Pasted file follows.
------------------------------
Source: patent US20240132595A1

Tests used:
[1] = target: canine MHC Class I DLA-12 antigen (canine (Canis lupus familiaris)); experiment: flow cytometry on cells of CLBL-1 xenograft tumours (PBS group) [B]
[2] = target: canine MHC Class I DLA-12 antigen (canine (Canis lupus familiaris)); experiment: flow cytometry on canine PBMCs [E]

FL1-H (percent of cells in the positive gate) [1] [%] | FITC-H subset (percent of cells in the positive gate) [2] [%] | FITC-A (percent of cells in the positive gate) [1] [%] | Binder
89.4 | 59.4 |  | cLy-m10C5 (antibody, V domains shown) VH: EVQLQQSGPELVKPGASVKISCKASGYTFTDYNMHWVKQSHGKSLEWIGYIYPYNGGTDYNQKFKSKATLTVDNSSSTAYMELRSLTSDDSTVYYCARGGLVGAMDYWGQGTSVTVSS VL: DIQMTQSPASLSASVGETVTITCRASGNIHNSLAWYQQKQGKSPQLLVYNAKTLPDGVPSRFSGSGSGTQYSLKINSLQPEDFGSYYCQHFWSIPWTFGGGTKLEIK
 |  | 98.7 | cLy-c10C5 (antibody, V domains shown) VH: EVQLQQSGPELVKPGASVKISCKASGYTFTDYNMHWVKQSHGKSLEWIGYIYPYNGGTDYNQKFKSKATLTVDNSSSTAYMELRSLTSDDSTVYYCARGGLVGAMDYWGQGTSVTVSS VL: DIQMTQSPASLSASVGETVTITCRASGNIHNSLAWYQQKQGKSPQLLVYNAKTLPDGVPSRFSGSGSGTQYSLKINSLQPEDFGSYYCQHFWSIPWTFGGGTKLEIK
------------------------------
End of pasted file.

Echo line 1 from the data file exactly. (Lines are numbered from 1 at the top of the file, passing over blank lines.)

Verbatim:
Source: patent US20240132595A1